Circuits and Resistance

  1. When the switch is closed, what happens to the brightness of bulb D? What happens to the brightness of bulb A? Explain your reasoning.

    I initially thought it would decrease because current splits between D and BC. But since it is parallel to BC would it increase because the it would be R/2 instead of R? And will A stay the same?

    Attached Files:

  2. jcsd
  3. OR does everything just get brighter?
  4. Simon Bridge

    Simon Bridge 15,474
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    What determines how bright a particular bulb is?
  5. Current and resistance
  6. Drakkith

    Staff: Mentor

    Let's assign some resistance values and voltage. Let's say that every bulb has a resistance of 10 ohms and the voltage is 10 volts. Now, find the current and voltage drop across each bulb before and after the switch is closed. Do you know how to do that?
  7. notice that when you connect a resistor in parallel , it gets a lower value than the value of the resistance itself
    that means if you have one 2 ohm resistor , there you go you have 2 ohms of resistance , but if you connect 2 ohms with another 2 ohms in parallel , you get a 1 ohm equivalent resistance , when you close the switch , D is now parallel connected with B and C , thus it has lower resistance
    everything lights up because now you have alot less equivalent resistance , so more current is present
    but also current is split up between D and b - c
    i think that the current split over comes the decrease in resistance thus decreasing the its intensity , but E surely gets brighter , A surely gets brighter , D gets dimmer if they all have the same resistance
  8. current intensity
  9. Drakkith

    Staff: Mentor

    Have you done the math? It will show you that this is not exactly true.
  10. that means the current is 1 for everything....
  11. Drakkith

    Staff: Mentor

    Remember that D and A are in series, and their resistance adds together.
    Last edited: Sep 26, 2013
  12. Simon Bridge

    Simon Bridge 15,474
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    Hmmm... sort of, but how?
    If I double the resistance but halve the current will that make the bub brighter or dimmer?
    Is there a single quantity that the bulb brightness is related to?

    In this case you can probably get away with modelling all the resistances as a single value ... so if I double the current and keep the resistance the same, what happens to the brightness? Do you know how to calculate the current through the bulb in each case?

    Like Drakkith is pointing out, it is possible to do this by rules of thumb: looking at the possible paths for the current in both cases. This requires you to understand how electric circuits work. When you don't have this understanding, you have to do it the hard way :(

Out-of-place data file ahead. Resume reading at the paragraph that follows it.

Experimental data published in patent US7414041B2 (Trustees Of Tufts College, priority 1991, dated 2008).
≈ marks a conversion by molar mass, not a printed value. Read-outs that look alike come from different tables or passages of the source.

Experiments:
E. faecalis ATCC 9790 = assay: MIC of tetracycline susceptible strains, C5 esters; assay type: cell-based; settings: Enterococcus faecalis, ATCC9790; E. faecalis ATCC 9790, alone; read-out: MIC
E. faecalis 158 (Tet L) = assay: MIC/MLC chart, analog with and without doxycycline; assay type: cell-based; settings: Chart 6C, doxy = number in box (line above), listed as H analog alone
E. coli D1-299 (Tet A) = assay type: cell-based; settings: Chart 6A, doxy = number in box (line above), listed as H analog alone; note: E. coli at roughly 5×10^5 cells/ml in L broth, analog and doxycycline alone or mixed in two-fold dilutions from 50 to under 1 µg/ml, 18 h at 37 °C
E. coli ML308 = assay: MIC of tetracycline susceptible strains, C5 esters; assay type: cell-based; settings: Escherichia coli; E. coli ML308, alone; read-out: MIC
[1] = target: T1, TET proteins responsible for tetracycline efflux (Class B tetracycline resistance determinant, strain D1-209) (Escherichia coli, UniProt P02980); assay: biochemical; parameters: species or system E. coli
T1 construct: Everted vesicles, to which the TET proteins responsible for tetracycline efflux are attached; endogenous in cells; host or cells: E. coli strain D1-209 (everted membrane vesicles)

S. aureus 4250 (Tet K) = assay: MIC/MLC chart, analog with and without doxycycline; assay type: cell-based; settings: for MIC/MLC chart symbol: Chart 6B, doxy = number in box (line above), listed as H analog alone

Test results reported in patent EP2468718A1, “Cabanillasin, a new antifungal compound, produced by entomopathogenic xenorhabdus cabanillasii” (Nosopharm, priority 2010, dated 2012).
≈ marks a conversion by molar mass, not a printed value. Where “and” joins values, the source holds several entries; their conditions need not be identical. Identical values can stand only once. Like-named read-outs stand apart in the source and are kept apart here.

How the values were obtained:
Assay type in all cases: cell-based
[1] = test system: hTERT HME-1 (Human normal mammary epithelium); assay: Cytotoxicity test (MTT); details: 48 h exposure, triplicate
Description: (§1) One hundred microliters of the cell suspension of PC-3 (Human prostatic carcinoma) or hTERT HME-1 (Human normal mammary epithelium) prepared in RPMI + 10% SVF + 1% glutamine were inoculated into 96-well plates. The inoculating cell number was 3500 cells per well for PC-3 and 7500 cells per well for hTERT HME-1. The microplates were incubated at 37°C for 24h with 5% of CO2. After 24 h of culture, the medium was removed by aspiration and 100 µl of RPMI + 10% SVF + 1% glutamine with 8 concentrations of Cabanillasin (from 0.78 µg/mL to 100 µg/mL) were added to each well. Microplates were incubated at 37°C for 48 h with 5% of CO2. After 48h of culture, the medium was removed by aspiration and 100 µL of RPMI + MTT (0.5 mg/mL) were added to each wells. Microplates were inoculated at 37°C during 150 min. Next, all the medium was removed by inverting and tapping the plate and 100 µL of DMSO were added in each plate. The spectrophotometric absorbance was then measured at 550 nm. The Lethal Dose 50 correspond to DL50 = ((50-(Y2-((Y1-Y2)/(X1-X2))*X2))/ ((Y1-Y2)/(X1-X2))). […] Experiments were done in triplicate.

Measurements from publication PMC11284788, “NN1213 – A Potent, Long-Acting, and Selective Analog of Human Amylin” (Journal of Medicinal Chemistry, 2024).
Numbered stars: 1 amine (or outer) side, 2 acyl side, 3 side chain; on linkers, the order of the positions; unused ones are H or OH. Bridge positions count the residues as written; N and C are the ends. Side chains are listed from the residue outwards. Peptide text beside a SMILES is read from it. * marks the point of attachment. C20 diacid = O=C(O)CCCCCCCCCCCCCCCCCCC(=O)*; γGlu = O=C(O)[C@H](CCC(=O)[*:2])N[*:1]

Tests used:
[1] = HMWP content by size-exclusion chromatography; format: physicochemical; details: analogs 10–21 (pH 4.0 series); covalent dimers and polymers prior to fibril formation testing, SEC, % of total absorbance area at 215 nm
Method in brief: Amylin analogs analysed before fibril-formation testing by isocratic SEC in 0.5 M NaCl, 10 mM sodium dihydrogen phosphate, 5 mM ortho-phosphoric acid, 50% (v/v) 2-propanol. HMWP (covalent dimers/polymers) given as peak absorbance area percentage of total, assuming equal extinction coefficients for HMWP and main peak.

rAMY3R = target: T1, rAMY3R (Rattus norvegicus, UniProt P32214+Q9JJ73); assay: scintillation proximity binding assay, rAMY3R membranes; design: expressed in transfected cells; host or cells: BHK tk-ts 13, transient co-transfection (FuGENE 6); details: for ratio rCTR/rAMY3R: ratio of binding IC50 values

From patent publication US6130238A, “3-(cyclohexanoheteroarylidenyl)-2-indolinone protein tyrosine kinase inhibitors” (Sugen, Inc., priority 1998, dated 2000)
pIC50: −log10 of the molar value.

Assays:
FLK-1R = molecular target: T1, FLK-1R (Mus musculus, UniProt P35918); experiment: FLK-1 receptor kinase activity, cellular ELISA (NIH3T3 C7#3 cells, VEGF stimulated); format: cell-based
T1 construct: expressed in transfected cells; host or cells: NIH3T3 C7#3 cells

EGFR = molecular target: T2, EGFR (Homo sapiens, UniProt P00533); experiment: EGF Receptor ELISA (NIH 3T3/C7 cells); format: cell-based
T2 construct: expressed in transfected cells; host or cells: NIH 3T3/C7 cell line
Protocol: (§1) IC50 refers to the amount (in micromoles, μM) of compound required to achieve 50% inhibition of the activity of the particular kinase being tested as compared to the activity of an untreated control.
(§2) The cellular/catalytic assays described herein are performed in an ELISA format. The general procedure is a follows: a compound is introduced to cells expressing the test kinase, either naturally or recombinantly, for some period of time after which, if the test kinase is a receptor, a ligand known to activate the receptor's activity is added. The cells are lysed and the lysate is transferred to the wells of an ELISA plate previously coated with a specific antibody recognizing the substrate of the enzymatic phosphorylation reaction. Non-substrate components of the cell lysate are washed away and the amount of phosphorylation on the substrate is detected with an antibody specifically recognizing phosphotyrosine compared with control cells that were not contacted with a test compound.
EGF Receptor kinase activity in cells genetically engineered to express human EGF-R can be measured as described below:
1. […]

Note: I'm just going to let him talk to B4ssHunter. "Current Intensity" is the old name for "Electric Current" which we just shorten to "Current".
  13. BCDE would have 1/3 resistance so 3 times the current
  14. Thinking the basic way i just though a would be the same and d would be dimmer. but thinking quantitatively i got confused
  15. Assuming values are set per your post #5, shouldn't that be 0.5 amp for A and D, and 1 amp for E? A and D in series is 20 ohms.
  16. Drakkith

    Staff: Mentor

    Ah! That's what I get for second guessing myself!

    Plus the 2 hours of math homework I've already done.
  17. yes i know D dims out, i have mentioned this in the end of my comment
  18. Simon Bridge

    Simon Bridge 15,474
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    How do you get that?

    If you show me your calculation, I may be able to help with that.
    It would also help if you answered the questions put to you in the thread.

    I have a feeling you are not the only one getting confused ;)
    Last edited: Sep 26, 2013
  19. So since A= BCD. it wil be brighter. and since the current is split between that then half goes to D then half goes to BC. so thats how you get it. But E would stay the same I believe because it is its own independent pathway....?
  20. Drakkith

    Staff: Mentor

    E is in parallel with everything else and has nothing in series. Therefor the voltage across it is always 10 volts. As such, closing the switch will do nothing to it. The current will remain at 1 amp.

    A and D are in series, with 10 ohms of resistance. This adds to 20 ohms for a current of 0.5 amps through their leg of the circuit.

    Now, when the switch closes, we have 2 more bulbs added that are in series with each other, parallel to D, and in series with A. The resistance of leg BC is 20 ohms.

    Now we find the equivalent resistance for BCD, and after knowing that we can figure out the voltage drop across A and BCD and the current flow through that leg (all of which passes through A). THEN knowing the voltage drop across BCD, we can find out how much current is going through BC and D.

    At that point you will have the current through each bulb.

    (It's been a while since I took my basic electronics course, so someone correct me if I'm wrong)
  21. according to my calculations , when the switch is closed , total resistance decrease thus current increases , but also the resistance of the first branch drastically decrease so it takes more current so it dims E , only A would be brighter D dims and ofcourse the other two bulbs would just light up
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